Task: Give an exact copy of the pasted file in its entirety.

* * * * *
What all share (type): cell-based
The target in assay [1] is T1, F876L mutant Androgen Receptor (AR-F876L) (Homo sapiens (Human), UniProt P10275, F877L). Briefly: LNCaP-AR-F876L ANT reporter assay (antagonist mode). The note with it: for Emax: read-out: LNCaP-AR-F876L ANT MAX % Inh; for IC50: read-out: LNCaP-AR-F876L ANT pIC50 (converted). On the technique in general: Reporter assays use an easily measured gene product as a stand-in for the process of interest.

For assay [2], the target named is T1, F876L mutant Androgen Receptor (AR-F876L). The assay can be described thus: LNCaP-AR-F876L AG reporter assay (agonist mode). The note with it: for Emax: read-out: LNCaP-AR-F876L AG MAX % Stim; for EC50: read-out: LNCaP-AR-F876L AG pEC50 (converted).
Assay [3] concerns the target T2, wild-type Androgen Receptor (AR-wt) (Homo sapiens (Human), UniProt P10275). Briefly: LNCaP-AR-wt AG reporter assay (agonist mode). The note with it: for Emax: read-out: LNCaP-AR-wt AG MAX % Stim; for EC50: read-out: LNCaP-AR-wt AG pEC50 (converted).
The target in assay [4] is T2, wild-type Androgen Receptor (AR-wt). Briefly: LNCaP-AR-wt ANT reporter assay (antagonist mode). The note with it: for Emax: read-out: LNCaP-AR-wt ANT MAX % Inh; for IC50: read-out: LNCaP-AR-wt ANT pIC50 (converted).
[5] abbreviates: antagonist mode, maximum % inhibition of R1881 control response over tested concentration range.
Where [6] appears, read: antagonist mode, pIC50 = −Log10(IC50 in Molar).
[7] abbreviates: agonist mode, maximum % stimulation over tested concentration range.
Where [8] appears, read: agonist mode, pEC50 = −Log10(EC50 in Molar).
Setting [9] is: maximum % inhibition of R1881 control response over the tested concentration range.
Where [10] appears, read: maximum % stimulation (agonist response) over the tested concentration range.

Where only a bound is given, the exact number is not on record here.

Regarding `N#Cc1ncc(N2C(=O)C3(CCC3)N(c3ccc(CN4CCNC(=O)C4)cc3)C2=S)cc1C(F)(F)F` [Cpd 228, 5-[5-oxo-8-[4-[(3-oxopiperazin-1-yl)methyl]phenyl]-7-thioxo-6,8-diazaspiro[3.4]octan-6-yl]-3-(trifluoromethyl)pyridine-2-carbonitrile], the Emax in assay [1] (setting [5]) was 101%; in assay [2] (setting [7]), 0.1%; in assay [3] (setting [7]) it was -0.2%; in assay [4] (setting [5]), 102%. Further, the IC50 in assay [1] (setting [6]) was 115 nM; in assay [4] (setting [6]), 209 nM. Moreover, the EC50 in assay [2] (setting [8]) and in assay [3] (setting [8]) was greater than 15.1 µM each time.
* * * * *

What all share (type): cell-based
The target in assay [1] is T1, F876L mutant Androgen Receptor (AR-F876L) (Homo sapiens (Human), UniProt P10275, F877L). Briefly: LNCaP-AR-F876L ANT reporter assay (antagonist mode). The note with it: for Emax: read-out: LNCaP-AR-F876L ANT MAX % Inh; for IC50: read-out: LNCaP-AR-F876L ANT pIC50 (converted). On the technique in general: Reporter assays use an easily measured gene product as a stand-in for the process of interest.

For assay [2], the target named is T1, F876L mutant Androgen Receptor (AR-F876L). The assay can be described thus: LNCaP-AR-F876L AG reporter assay (agonist mode). The note with it: for Emax: read-out: LNCaP-AR-F876L AG MAX % Stim; for EC50: read-out: LNCaP-AR-F876L AG pEC50 (converted).
Assay [3] concerns the target T2, wild-type Androgen Receptor (AR-wt) (Homo sapiens (Human), UniProt P10275). Briefly: LNCaP-AR-wt AG reporter assay (agonist mode). The note with it: for Emax: read-out: LNCaP-AR-wt AG MAX % Stim; for EC50: read-out: LNCaP-AR-wt AG pEC50 (converted).
The target in assay [4] is T2, wild-type Androgen Receptor (AR-wt). Briefly: LNCaP-AR-wt ANT reporter assay (antagonist mode). The note with it: for Emax: read-out: LNCaP-AR-wt ANT MAX % Inh; for IC50: read-out: LNCaP-AR-wt ANT pIC50 (converted).
[5] abbreviates: antagonist mode, maximum % inhibition of R1881 control response over tested concentration range.
Where [6] appears, read: antagonist mode, pIC50 = −Log10(IC50 in Molar).
[7] abbreviates: agonist mode, maximum % stimulation over tested concentration range.
Where [8] appears, read: agonist mode, pEC50 = −Log10(EC50 in Molar).
Setting [9] is: maximum % inhibition of R1881 control response over the tested concentration range.
Where [10] appears, read: maximum % stimulation (agonist response) over the tested concentration range.

Where only a bound is given, the exact number is not on record here.

Regarding `N#Cc1ncc(N2C(=O)C3(CCC3)N(c3ccc(CN4CCNC(=O)C4)cc3)C2=S)cc1C(F)(F)F` [Cpd 228, 5-[5-oxo-8-[4-[(3-oxopiperazin-1-yl)methyl]phenyl]-7-thioxo-6,8-diazaspiro[3.4]octan-6-yl]-3-(trifluoromethyl)pyridine-2-carbonitrile], the Emax in assay [1] (setting [5]) was 101%; in assay [2] (setting [7]), 0.1%; in assay [3] (setting [7]) it was -0.2%; in assay [4] (setting [5]), 102%. Further, the IC50 in assay [1] (setting [6]) was 115 nM; in assay [4] (setting [6]), 209 nM. Moreover, the EC50 in assay [2] (setting [8]) and in assay [3] (setting [8]) was greater than 15.1 µM each time.